Operator

Your next question comes from the line of Arjun Murti – Goldman Sachs

Arjun Murti – Goldman Sachs

In some of the recent conference calls you’ve made reference to the general cost environment in the oil sands region, the world still faces challenging economic situation but it does seem like there’s been some stabilization here, and I was just wondering as things are sorting out how you think the cost environment has changed since the particularly high cost environment of last July, any sense of cost deflation or where things may be leveling from I guess primarily a capital cost question was my gist but maybe from an operating cost perspective as well.

Ron Brenneman

I haven’t got a recent read on that, the last read we had was what I would have reported at the end of the first quarter which was the reassessment that we had done of the cost at Fort Hills which looked like they were down about 30% which is pretty substantial and that’s pretty much across the board so we were talking about structural steel, pipe, even labor rates because we were able to negotiate the removal of some future increases from the trades labor rates.

And also an expectation on productivity just because of lower activity in the oil business. I don’t think that’s changed a lot between now and then. I think what’s happened though is we’ve seen the cost of services come down considerably so EPC contracts, rig rates on drilling rigs, that sort of thing have continued to come down through the second quarter.

I don’t have a number on that because we’re not that active to be honest. We’ve only got a couple of rigs working so I can’t give you a specific number but I do know that they’ve been coming down.

Arjun Murti – Goldman Sachs

You mentioned labor rates, I presume labor productivity plays a role as well in that.

Ron Brenneman

Yes, so there’s two components there, one is the hourly wage rate and that’s where I indicated we were able to negotiate the removal of some future increases in wage rates and then the productivity one which is probably even more important because it’s the kind of thing that can really balloon out of control and here that’s just a function of the reduced activity in the whole sector.

Arjun Murti – Goldman Sachs

That’s great. Well I too want to wish you all the best and especially thank you for the fact that whether we had a buy or sell or neutral rating the information flow was always very consistent and access to management, investor relations, always consistent no matter what our view was. So thank you very much for that over the years and best wishes to all of you.

Operator

Your next question comes from the line of Barbara Betanski – UBS

Barbara Betanski – UBS

I was just wondering if you could comment in terms of some of your international operations, Syria for example, the nature of the relationship I guess between Petro-Canada and the host government and what sort of issues might come up in terms of this merger and the new Suncor and I guess the process of any potential asset sales down the road.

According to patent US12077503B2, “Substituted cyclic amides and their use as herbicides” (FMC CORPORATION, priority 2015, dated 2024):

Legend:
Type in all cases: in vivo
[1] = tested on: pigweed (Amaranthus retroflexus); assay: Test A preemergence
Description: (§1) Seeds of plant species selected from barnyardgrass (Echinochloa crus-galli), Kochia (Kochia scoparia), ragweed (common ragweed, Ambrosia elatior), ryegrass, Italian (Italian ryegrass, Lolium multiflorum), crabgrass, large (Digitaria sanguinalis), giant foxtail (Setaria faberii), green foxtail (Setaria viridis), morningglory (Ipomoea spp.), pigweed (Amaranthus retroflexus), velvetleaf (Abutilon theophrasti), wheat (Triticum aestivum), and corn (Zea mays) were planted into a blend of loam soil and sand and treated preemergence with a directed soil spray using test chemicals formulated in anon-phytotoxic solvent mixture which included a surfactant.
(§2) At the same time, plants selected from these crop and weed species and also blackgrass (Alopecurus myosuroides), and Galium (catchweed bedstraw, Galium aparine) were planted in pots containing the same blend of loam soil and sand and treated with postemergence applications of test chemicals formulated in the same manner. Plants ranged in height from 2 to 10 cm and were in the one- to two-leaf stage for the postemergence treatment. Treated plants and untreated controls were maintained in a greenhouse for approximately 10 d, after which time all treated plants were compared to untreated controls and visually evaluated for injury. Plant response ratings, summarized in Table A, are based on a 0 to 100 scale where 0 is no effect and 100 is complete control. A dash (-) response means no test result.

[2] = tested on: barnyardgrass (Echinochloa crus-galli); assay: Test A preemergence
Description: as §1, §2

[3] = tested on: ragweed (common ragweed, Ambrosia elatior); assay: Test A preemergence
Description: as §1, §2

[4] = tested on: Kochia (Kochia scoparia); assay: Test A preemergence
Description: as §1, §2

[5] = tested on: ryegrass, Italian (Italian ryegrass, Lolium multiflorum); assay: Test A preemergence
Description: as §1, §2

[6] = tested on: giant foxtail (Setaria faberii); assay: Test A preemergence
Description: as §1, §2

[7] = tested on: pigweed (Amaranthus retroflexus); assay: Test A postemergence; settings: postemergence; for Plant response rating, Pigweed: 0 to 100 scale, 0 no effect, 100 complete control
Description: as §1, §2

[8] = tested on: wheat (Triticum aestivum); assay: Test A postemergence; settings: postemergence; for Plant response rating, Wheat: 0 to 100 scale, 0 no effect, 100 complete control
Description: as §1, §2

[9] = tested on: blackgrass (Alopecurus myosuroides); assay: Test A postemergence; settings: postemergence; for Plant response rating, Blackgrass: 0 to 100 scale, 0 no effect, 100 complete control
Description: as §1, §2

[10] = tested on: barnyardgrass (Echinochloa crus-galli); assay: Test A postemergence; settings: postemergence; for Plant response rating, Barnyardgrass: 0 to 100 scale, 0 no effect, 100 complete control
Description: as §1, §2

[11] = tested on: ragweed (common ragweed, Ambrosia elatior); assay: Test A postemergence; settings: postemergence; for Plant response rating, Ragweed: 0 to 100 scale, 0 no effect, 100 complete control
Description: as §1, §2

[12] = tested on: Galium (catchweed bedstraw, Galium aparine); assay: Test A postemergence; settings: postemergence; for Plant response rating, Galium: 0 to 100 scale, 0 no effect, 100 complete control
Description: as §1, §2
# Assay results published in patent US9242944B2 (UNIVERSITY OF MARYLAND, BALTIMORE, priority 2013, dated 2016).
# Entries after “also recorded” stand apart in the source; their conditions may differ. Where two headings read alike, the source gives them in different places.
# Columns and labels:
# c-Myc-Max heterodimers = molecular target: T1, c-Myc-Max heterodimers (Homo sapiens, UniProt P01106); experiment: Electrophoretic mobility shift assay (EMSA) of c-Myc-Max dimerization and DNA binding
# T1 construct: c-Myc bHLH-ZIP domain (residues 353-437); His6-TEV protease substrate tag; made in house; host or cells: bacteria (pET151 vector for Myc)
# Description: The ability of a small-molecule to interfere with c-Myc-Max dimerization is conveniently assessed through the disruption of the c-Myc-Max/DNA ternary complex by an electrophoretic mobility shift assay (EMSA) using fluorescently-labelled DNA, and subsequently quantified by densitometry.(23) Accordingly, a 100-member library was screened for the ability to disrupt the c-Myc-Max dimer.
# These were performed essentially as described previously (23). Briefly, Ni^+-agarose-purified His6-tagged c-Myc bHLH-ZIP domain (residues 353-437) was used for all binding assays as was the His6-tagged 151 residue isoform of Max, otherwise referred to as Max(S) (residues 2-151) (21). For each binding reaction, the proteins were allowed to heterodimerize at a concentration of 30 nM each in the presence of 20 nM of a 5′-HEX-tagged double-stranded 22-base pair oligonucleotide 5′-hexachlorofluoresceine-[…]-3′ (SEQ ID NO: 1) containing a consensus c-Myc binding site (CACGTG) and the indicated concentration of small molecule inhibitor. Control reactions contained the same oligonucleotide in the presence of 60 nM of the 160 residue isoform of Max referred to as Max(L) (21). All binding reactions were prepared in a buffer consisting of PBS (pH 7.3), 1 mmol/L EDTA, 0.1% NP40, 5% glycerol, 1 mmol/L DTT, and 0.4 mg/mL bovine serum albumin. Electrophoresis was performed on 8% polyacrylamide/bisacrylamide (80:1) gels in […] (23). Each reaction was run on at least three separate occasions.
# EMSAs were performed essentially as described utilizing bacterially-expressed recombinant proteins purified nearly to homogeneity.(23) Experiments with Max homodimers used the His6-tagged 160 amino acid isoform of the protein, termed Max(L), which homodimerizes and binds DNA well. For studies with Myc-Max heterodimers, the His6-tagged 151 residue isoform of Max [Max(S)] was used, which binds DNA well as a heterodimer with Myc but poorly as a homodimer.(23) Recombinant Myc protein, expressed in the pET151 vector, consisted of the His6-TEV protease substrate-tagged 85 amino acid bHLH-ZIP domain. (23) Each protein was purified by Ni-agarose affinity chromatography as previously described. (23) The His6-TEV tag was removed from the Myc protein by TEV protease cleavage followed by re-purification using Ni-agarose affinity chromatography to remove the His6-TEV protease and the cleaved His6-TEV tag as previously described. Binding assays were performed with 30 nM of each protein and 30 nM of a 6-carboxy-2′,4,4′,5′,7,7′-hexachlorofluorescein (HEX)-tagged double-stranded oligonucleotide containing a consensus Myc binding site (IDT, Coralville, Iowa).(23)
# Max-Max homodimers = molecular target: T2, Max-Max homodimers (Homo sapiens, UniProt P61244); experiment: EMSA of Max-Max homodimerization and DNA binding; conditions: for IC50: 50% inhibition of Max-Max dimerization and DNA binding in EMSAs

Ron Brenneman

We have a very good relationship, you’re asking about Syria specifically?

Barbara Betanski – UBS

Yes I guess so.

Ron Brenneman

Well any of those countries really, but I would say that we have a very good relationship with those host governments and this goes back to Veba, the predecessor company that’s been in country there for 20 or 25 years in the case of Syria and Libya. And we’ve carried on that very good relationship with our people out of London in particular.

So I don’t anticipate that there would be any issues. The first step that we need to go through is getting consents which is pretty much a formality in this case. We have applied for those consents but we haven’t actually had a formal response yet but I don’t anticipate that there’s going to be any issues there regardless of whether we choose to stay in those countries or not.

Barbara Betanski – UBS

Thank you very much and I wish you all the best.

Operator

Your next question comes from the line of Terry Tait – The National Post

Terry Tait – The National Post

I just want to build on the last question, you had said that you have applied for consent, consents to what, to sell assets.

Ron Brenneman

No the, any transfer of ownership in those countries requires the consent from the government. In essence what it is it’s really a practical issue that in those countries the company investing actually provides a form of guarantee, a financial guarantee for certain undertakings that have taken place in the country.

For example, we have a completion guarantee on the gas project in Syria and we have an exploration commitment on our programs in Libya so its really quite understandable that if you’re changing ownership, the host government wants to be assured that the financial backing for those commitments that you’ve made is still there.

And that’s why I say I don’t expect it will be a big issue in this case because this is actually a stronger company then even Petro-Canada was.

Terry Tait – The National Post

So what happens after you’ve merged on August 1 but if you don’t have all of the consents how does that work.

Ron Brenneman

Well things carry on. These things typically take time. I think when we made the acquisition of Veba, the consent came through from Syria, fairly quickly, I’m going to say maybe within a month or two. I think it was a matter of six months before we got the consents from Libya. So that’s why I say its more of a formality and it takes a little time to work its way through the system.

But life goes on regardless.

Terry Tait – The National Post

What if you don’t receive those consents.

Ron Brenneman

We will receive the consents so its really quite a hypothetical question. As I indicated, its just a practical issue and if you think about the guarantee situation its much better than it was previous.